“What are you rebelling against?”
“Whaddaya got?” —Marlon Brando as Johnny, The Wild One
Last time we looked back at the origins of the biker lifestyle to discover that veterans returning from World War II formed motorcycle clubs to enjoy some of the freedom they fought so diligently to defend. (Click here to catch up, if you missed the Birth of Bikers: Part 1. ) The year was 1947 and the world was about to cast a wary eye on these rebels without a cause who were members of clubs such as the Boozefighters and any other club that attended the birth of the outlaw biker legend known as “The Hollister Riot”.
What happened in Hollister lives in the annals of motorcycling history, like some festering sore. An incident occurred which single-handedly created an unwholesome image for both Harley-Davidson and motorcyclists in general. There’s no doubt that the image of the leather-clad hellion blasting down the road on a loud Harley was invented due to some mildly anti-social activities which took place at an AMA Gypsy Tour on July 4th, 1947, in Hollister, California. Much has been written about this “occurrence” though little that the media of the day reported on regarding the Hollister Riot was actually true.
The city fathers in Hollister had put on motorcycle races long before the alleged riot and never had any problems with rowdy riders. As the short version of the story goes, WWII servicemen and flyers returned from the war changed men. They were ready to raise a little hell and some of them had a passion for the white-knuckle thrills that could be found by riding big chopped Harley-Davidsons (known then and now as Hogs).
These guys would strip everything they could off of Harley dressers to make the bikes lighter. Off went the windshields, saddlebags and front fenders. They would cut off, or “bob” the back fender and these custom “bobbers” became the forerunners to the “choppers” of the ’60s and ’70s.
These AMA-dubbed “outlaws” were guys from clubs like the Boozefighters, Galloping Gooses, Jackrabbits and the 13 Rebels. Out of the nearly 3,000 riders that came to watch the races and be part of the rally, the “outlaw” riders only amounted to a handful. The misdemeanors that supposedly took place over the course of the weekend were pretty much of the “public intoxication” or “drunk and disorderly” variety, with one guy sited for trying to urinate into the radiator of his truck. There was racing in the streets, whooping, hollering and plenty of drinking, but not anything more outrageous than you’d see at a college frat party. About the worst thing that happened was that somebody stole a cop’s hat. According to original Boozefighter Gil Armas, someone opened the front door to Johnny’s Bar on the main street and said, “Come on in!” Gil rode his bike right up the curb, into the bar and propped it up against the bar to order a drink (an act which would later be immortalized in the Stanley Kramer film The Wild One).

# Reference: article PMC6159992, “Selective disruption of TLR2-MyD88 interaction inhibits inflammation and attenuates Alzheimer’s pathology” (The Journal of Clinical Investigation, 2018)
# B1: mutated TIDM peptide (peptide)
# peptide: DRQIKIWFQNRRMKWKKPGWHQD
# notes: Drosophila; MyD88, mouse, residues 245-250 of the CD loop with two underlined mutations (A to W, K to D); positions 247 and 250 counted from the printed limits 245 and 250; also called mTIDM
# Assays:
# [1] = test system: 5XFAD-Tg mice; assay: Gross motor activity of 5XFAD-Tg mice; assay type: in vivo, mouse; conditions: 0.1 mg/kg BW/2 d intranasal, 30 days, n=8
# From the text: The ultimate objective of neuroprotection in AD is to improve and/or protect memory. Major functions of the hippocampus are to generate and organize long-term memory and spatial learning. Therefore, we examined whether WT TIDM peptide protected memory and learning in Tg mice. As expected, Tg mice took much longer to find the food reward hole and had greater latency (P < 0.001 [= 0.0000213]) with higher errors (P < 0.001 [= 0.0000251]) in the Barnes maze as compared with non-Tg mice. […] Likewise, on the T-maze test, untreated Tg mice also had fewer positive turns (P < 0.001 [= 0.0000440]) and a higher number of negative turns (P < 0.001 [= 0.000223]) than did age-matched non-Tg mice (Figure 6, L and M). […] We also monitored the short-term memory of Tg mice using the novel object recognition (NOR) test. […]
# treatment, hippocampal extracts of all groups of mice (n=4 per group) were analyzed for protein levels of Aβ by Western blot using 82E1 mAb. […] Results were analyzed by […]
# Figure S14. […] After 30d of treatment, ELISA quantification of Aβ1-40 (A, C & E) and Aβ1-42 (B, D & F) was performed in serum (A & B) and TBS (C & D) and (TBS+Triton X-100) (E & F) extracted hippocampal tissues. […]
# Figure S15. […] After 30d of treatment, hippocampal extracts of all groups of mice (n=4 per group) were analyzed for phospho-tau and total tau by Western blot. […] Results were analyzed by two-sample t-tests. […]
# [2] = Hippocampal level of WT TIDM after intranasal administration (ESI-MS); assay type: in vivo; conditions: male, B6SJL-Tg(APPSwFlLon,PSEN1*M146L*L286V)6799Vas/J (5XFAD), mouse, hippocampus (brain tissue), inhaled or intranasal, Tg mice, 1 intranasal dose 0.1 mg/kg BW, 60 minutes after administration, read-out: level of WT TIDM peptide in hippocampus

So how did this weekend of innocent shenanigans transform into a riot and turn these fun-loving patriots on wheels into demon bikers from Hell? Ahh, you have the media to thank for that. San Francisco Chronicle photographer Barney Peterson was at the rally looking for a story but needed a catchy image to get his editor’s attention. He got an idea and pushed a bunch of empty beer bottles over to a Harley that was parked at the curb. He then carefully art directed them to get the effect of a drunken orgy and enlisted the help of a rather large inebriated fellow named Eddie Davenport who just happened to be strolling down the sidewalk to pose on the bike. It wasn’t even his bike!
The picture and sensationalized story that blew the events at the rally all out of proportion appeared in the July 1947 issue of Life magazine and the die was cast. Bikers were the new evil that America was searching for after the demise of Hitler and before the fictitious threat of invasion from space or attack by radioactive mutant insects. Almost overnight, motorcyclists became crazed blood-thirsty bikers to the public at large. Lock your doors, guard your daughters, outlaw bikers on loud, nasty motorcycles were coming to raid your town!
To combat this new surly image, the AMA issued a now-famous press release explaining that the “rough” element of motorcycling public amounted to only “one percent” of the total riding community. They insinuated that most motorcyclists were good, clean, God-fearing Americans with jobs and families. Naturally, “outlaw clubs” that were sprouting up across the country liked the idea of being the one percent that your momma warned you about and the term “one-percenter” was born. Being a one-percenter became a proud badge of honor to all those bikers that felt disenfranchised by society. The loners and outsiders now had a name and standard they could identify with.
Writer Frank Rooney created a wildly overblown fictional take-off based loosely on the Hollister Riot called Cycle Raid which was printed in Harper’s magazine in 1951. Always ready to cash in on a trend, Hollywood moviemakers saw an incredible new villain in the black leather boogeymen portrayed in newspapers and magazines. Producer Stanley Kramer used Rooney’s fictional account of motorized mayhem along with the events at Hollister as the basis for his 1954 film The Wild One starring Marlon Brando and Lee Marvin. The film would give the tired old western genre one more twist with motorcycles taking the place of horses.